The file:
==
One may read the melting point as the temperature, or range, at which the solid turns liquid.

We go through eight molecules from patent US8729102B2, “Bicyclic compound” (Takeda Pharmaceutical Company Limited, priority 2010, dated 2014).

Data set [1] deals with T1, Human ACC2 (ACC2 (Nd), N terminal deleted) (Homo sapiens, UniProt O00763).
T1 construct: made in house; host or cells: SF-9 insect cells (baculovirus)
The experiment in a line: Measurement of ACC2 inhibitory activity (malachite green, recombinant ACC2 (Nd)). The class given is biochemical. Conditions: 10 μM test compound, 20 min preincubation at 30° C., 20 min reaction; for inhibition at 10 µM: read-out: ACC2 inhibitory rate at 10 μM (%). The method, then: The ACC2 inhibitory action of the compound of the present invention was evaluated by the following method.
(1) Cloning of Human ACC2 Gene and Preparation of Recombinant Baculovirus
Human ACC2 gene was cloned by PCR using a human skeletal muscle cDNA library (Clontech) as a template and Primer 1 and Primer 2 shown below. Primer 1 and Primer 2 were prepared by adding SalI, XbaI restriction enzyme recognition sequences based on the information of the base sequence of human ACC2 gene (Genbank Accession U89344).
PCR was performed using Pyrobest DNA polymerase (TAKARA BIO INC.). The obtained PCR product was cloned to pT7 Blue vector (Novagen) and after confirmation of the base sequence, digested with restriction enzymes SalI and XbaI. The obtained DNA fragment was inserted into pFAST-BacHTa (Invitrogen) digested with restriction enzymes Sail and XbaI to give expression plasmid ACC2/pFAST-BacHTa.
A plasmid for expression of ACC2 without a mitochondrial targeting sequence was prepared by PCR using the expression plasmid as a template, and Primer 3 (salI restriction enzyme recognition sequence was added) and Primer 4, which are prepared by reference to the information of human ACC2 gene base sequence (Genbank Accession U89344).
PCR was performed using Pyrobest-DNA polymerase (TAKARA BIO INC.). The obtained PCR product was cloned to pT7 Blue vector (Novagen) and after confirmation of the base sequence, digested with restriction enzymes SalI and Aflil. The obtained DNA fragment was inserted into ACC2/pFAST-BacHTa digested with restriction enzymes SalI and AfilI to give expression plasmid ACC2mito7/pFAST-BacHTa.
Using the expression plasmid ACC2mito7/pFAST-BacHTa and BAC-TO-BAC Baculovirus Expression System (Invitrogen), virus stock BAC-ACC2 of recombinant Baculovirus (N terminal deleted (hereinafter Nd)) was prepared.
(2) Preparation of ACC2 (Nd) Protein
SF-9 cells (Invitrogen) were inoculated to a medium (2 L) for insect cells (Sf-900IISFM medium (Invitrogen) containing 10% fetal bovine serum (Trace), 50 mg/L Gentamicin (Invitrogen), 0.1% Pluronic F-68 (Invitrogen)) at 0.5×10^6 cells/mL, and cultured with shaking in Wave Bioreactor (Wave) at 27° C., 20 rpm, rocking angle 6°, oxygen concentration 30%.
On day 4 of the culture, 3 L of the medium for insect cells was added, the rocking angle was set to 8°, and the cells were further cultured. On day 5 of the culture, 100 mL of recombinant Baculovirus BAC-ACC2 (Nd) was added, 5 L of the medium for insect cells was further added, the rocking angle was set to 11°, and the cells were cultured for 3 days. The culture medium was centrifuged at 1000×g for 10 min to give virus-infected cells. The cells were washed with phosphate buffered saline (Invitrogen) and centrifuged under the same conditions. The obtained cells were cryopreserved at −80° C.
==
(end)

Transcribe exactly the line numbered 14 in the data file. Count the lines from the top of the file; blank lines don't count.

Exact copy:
On day 4 of the culture, 3 L of the medium for insect cells was added, the rocking angle was set to 8°, and the cells were further cultured. On day 5 of the culture, 100 mL of recombinant Baculovirus BAC-ACC2 (Nd) was added, 5 L of the medium for insect cells was further added, the rocking angle was set to 11°, and the cells were cultured for 3 days. The culture medium was centrifuged at 1000×g for 10 min to give virus-infected cells. The cells were washed with phosphate buffered saline (Invitrogen) and centrifuged under the same conditions. The obtained cells were cryopreserved at −80° C.